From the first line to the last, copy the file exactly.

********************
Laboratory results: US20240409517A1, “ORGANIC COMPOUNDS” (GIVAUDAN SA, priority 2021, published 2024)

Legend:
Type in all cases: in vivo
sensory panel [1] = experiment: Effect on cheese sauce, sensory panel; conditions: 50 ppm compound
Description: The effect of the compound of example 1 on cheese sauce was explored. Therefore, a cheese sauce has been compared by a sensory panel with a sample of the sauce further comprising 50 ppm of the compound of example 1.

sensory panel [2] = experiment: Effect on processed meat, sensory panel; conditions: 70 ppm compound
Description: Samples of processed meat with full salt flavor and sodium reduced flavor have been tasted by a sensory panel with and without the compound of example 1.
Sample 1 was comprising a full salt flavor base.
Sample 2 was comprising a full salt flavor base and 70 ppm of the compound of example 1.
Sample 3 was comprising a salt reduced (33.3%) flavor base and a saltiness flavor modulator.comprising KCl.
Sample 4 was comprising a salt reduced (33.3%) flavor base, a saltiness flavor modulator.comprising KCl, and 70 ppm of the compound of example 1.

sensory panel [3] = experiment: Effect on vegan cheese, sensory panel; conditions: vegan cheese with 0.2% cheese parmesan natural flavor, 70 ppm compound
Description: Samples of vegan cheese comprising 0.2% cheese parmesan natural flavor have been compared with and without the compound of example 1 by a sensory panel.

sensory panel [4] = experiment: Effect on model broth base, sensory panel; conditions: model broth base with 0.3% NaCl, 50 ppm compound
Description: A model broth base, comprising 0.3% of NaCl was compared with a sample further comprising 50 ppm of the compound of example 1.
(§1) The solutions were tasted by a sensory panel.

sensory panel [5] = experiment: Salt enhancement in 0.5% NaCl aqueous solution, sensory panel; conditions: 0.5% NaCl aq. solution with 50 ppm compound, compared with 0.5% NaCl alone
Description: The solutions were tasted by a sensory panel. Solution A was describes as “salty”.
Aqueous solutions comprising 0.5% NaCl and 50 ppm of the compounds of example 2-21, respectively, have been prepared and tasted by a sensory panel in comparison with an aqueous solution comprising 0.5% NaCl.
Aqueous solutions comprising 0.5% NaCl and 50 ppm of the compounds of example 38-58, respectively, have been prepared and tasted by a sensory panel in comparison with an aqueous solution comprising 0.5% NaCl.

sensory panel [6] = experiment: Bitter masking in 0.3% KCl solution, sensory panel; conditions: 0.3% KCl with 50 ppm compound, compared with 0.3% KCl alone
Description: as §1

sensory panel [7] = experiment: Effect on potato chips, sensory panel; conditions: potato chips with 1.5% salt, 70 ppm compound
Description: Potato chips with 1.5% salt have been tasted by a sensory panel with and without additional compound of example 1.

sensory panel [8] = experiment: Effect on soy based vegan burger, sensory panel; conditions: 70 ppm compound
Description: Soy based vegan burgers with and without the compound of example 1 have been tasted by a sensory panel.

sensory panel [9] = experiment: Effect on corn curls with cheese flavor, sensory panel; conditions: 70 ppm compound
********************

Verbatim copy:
Laboratory results: US20240409517A1, “ORGANIC COMPOUNDS” (GIVAUDAN SA, priority 2021, published 2024)

Legend:
Type in all cases: in vivo
sensory panel [1] = experiment: Effect on cheese sauce, sensory panel; conditions: 50 ppm compound
Description: The effect of the compound of example 1 on cheese sauce was explored. Therefore, a cheese sauce has been compared by a sensory panel with a sample of the sauce further comprising 50 ppm of the compound of example 1.

sensory panel [2] = experiment: Effect on processed meat, sensory panel; conditions: 70 ppm compound
Description: Samples of processed meat with full salt flavor and sodium reduced flavor have been tasted by a sensory panel with and without the compound of example 1.
Sample 1 was comprising a full salt flavor base.
Sample 2 was comprising a full salt flavor base and 70 ppm of the compound of example 1.
Sample 3 was comprising a salt reduced (33.3%) flavor base and a saltiness flavor modulator.comprising KCl.
Sample 4 was comprising a salt reduced (33.3%) flavor base, a saltiness flavor modulator.comprising KCl, and 70 ppm of the compound of example 1.

sensory panel [3] = experiment: Effect on vegan cheese, sensory panel; conditions: vegan cheese with 0.2% cheese parmesan natural flavor, 70 ppm compound
Description: Samples of vegan cheese comprising 0.2% cheese parmesan natural flavor have been compared with and without the compound of example 1 by a sensory panel.

sensory panel [4] = experiment: Effect on model broth base, sensory panel; conditions: model broth base with 0.3% NaCl, 50 ppm compound
Description: A model broth base, comprising 0.3% of NaCl was compared with a sample further comprising 50 ppm of the compound of example 1.
(§1) The solutions were tasted by a sensory panel.

sensory panel [5] = experiment: Salt enhancement in 0.5% NaCl aqueous solution, sensory panel; conditions: 0.5% NaCl aq. solution with 50 ppm compound, compared with 0.5% NaCl alone
Description: The solutions were tasted by a sensory panel. Solution A was describes as “salty”.
Aqueous solutions comprising 0.5% NaCl and 50 ppm of the compounds of example 2-21, respectively, have been prepared and tasted by a sensory panel in comparison with an aqueous solution comprising 0.5% NaCl.
Aqueous solutions comprising 0.5% NaCl and 50 ppm of the compounds of example 38-58, respectively, have been prepared and tasted by a sensory panel in comparison with an aqueous solution comprising 0.5% NaCl.

sensory panel [6] = experiment: Bitter masking in 0.3% KCl solution, sensory panel; conditions: 0.3% KCl with 50 ppm compound, compared with 0.3% KCl alone
Description: as §1

sensory panel [7] = experiment: Effect on potato chips, sensory panel; conditions: potato chips with 1.5% salt, 70 ppm compound
Description: Potato chips with 1.5% salt have been tasted by a sensory panel with and without additional compound of example 1.

sensory panel [8] = experiment: Effect on soy based vegan burger, sensory panel; conditions: 70 ppm compound
Description: Soy based vegan burgers with and without the compound of example 1 have been tasted by a sensory panel.

sensory panel [9] = experiment: Effect on corn curls with cheese flavor, sensory panel; conditions: 70 ppm compound